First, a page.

The American Revolution
The American Revolution
The colonists in America had enjoyed relative freedom from England since they arrived. They came to the New World, after all to escape England, for whatever reasons they may have had-religious, economic, or social. So when England decided in the eighteenth century that they were going to crack down on the colonies, the announcement was not met with open arms. In fact, rebellion was inevitable.
Parliament tried to establish power in the New World by issuing a series of laws. The passage of these laws undermined the Colonist’s loyalty to Britain and stirred the Americans to fight for their freedom. The colonies also accepted England’s right to monitor trade. The change of course in 1767 was what really riled the colonies. England began to slowly tighten its imperial grip to avoid a large reaction from the colonists. During the Seven Years War, the British sent over ten thousand troops to America to handle property problems in the colonies. This cost a big amount of money, and Britain did not want to see the funds come out of their pocket. To handle some of the cost, Britain began passing acts to tax the colonists and help with the big debt the empire was in.
The Sugar Act of 1764 was an example of a tax that had many effects on the Colonial lifestyle. The act stated that any foreign export of lumber or skin had to first land in Britain. It also raised the price of sugar from the Indies. The British took advantage of the colonists, when the Quartering Act in 1765 passed Americans were forced to house and feed British soldiers any time they demanded. This limited the colonists’ freedom and only spread more anger throughout the colonies. The laws were so regulated it was hard not to make an error. The one that brought out the most public opposition was the Stamp Act in 1765. The Sugar Act wasn’t covering the debt, and Parliament was forced to pass the Stamp Act. The Act stated they must use stamped paper for printing bills, legal documents, and playing cards. England saw these acts as needed to cover the expense for the soldiers protecting the colonies; the Americans did not feel the soldier’s needed to be in the New World and hated the taxes. The Prime Minister claimed that the Colonists were represented in the parliament: each member stood for the empire as a whole. The acts imposed by England to control and monitor America only succeeded in helping with their independence. The Colonists were left with two options as a result of the Stamp Act, either confront parliament, and risk a fight with the big and powerful mother land, or live with the acts without complaining and give up their right to self govern. The Colonists started many groups like the “Sons and Daughters of Liberty” to intimidate the officials, who mandated the Stamp Act. In 1765, Congress met and decided that Parliament can’t tax the colonists or deny their right to a trail by jury. This Congress was the first step towards unity. Merchants of the colonies began to boycott goods from Britain; they made up a big portion of the population, and thus made an impact on England. In 1766, the Stamp Act was revoked, giving the colonists their first victory towards independence. The Declaratory Act was passed which confirmed Parliament’s right to legislate over the colonies always and in all cases.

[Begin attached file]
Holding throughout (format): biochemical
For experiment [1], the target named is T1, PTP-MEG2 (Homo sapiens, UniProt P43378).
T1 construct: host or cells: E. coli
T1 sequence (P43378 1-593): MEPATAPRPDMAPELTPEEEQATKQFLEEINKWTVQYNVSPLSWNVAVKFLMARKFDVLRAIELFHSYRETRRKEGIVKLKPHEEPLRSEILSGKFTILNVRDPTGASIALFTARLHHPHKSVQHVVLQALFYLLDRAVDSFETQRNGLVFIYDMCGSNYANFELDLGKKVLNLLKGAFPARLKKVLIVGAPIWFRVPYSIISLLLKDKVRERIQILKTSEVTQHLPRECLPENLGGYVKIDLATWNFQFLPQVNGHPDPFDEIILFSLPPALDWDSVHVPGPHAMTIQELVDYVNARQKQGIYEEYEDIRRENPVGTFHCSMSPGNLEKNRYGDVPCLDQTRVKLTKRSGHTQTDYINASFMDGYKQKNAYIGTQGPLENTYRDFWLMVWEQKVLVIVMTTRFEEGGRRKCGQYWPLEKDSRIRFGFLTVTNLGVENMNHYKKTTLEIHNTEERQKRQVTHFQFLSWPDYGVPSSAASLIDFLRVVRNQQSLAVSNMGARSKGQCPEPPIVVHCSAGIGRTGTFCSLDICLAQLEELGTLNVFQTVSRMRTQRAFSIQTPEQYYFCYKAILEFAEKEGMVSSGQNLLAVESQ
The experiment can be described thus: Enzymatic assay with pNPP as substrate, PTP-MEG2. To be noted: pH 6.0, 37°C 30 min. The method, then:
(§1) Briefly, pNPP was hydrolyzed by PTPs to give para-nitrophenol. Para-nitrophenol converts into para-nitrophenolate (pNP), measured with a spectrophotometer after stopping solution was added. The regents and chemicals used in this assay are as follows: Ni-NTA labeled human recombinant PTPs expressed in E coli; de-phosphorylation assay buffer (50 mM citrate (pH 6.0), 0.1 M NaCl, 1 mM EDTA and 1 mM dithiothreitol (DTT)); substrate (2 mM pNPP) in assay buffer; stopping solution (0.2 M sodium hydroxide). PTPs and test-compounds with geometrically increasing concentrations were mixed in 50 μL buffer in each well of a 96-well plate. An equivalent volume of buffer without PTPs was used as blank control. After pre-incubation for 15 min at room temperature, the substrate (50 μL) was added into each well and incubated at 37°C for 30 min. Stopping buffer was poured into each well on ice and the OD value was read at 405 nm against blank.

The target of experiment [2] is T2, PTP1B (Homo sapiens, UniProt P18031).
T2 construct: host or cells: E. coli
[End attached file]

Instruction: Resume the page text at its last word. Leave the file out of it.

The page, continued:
The Parliament had all control over Colonists and had no more excuses except to obey the laws. The colonists wanted to forget the past and move on, they believed their rebellion had made Britain realize importance to the empire. Time went on and the colonists began to realize the whole purpose of the acts was to get them to forget all bought self-ruling.
In 1776, a new Prime Minister, William Pitt, was appointed who opposed taxing the colonies. He was in bad health, so the former treasurer Charles Townshend took over. He began to insist that parliament start taxing the colonies again. When protesting for the Quartering Act caused a lot of angry towards parliament, who thought the repeal of the Stamp Act was a good